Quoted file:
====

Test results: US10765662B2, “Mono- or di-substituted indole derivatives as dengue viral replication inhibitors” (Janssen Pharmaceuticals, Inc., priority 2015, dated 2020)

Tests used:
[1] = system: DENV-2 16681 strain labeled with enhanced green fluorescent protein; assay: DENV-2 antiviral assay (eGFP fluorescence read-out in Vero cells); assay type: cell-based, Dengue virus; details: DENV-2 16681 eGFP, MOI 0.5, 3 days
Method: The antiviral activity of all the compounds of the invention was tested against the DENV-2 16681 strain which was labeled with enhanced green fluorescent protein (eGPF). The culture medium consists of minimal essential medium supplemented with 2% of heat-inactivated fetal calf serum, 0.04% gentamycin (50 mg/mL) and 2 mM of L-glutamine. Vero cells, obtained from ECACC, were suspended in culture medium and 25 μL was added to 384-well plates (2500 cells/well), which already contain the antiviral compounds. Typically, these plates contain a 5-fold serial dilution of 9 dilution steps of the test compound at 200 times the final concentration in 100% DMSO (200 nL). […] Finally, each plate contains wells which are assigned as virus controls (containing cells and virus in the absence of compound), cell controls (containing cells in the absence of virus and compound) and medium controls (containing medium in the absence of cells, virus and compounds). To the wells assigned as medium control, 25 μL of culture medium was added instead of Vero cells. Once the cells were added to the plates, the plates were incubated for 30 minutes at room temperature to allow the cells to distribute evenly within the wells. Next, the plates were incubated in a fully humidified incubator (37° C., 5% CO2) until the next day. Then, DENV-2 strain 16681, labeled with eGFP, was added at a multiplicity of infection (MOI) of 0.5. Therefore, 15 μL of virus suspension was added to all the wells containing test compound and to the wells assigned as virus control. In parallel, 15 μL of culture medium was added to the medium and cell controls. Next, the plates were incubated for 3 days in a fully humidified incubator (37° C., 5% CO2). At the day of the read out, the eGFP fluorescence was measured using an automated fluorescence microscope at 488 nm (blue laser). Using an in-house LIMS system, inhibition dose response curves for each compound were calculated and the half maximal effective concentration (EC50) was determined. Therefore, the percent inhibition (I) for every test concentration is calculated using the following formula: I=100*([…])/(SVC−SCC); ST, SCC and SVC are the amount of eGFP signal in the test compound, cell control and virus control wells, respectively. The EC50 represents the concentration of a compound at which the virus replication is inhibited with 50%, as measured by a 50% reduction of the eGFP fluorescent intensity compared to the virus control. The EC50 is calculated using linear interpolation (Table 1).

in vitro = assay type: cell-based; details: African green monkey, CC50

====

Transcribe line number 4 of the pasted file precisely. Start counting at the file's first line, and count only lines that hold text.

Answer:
Method: The antiviral activity of all the compounds of the invention was tested against the DENV-2 16681 strain which was labeled with enhanced green fluorescent protein (eGPF). The culture medium consists of minimal essential medium supplemented with 2% of heat-inactivated fetal calf serum, 0.04% gentamycin (50 mg/mL) and 2 mM of L-glutamine. Vero cells, obtained from ECACC, were suspended in culture medium and 25 μL was added to 384-well plates (2500 cells/well), which already contain the antiviral compounds. Typically, these plates contain a 5-fold serial dilution of 9 dilution steps of the test compound at 200 times the final concentration in 100% DMSO (200 nL). […] Finally, each plate contains wells which are assigned as virus controls (containing cells and virus in the absence of compound), cell controls (containing cells in the absence of virus and compound) and medium controls (containing medium in the absence of cells, virus and compounds). To the wells assigned as medium control, 25 μL of culture medium was added instead of Vero cells. Once the cells were added to the plates, the plates were incubated for 30 minutes at room temperature to allow the cells to distribute evenly within the wells. Next, the plates were incubated in a fully humidified incubator (37° C., 5% CO2) until the next day. Then, DENV-2 strain 16681, labeled with eGFP, was added at a multiplicity of infection (MOI) of 0.5. Therefore, 15 μL of virus suspension was added to all the wells containing test compound and to the wells assigned as virus control. In parallel, 15 μL of culture medium was added to the medium and cell controls. Next, the plates were incubated for 3 days in a fully humidified incubator (37° C., 5% CO2). At the day of the read out, the eGFP fluorescence was measured using an automated fluorescence microscope at 488 nm (blue laser). Using an in-house LIMS system, inhibition dose response curves for each compound were calculated and the half maximal effective concentration (EC50) was determined. Therefore, the percent inhibition (I) for every test concentration is calculated using the following formula: I=100*([…])/(SVC−SCC); ST, SCC and SVC are the amount of eGFP signal in the test compound, cell control and virus control wells, respectively. The EC50 represents the concentration of a compound at which the virus replication is inhibited with 50%, as measured by a 50% reduction of the eGFP fluorescent intensity compared to the virus control. The EC50 is calculated using linear interpolation (Table 1).